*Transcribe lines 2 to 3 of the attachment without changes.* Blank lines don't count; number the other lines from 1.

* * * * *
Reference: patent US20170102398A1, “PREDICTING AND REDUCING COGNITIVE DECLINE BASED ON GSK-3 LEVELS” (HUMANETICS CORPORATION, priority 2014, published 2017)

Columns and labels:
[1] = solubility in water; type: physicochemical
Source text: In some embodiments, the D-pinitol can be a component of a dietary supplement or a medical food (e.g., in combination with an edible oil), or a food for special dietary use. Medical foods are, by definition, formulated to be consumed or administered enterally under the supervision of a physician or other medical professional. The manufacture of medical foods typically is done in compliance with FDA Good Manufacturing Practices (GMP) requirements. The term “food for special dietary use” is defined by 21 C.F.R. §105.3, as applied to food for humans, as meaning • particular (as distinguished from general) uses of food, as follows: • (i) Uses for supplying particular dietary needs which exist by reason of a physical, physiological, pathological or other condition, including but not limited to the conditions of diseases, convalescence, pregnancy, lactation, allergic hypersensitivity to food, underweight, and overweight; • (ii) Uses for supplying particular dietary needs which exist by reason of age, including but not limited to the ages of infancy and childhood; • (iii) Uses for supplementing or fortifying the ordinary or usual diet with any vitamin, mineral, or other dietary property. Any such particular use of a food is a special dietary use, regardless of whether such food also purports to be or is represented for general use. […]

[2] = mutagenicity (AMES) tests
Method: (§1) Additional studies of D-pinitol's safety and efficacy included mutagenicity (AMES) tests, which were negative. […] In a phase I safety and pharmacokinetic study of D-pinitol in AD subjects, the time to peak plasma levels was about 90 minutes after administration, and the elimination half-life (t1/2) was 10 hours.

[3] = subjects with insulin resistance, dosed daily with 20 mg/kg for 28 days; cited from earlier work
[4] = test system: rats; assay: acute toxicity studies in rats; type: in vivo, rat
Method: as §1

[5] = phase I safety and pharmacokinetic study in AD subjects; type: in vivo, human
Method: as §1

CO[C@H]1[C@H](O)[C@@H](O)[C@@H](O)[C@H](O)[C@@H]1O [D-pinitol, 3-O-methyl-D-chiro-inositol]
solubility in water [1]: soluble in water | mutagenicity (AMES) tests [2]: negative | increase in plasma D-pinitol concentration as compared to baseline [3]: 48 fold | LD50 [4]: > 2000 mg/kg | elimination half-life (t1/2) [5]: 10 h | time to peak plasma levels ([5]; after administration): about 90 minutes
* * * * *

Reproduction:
Columns and labels:
[1] = solubility in water; type: physicochemical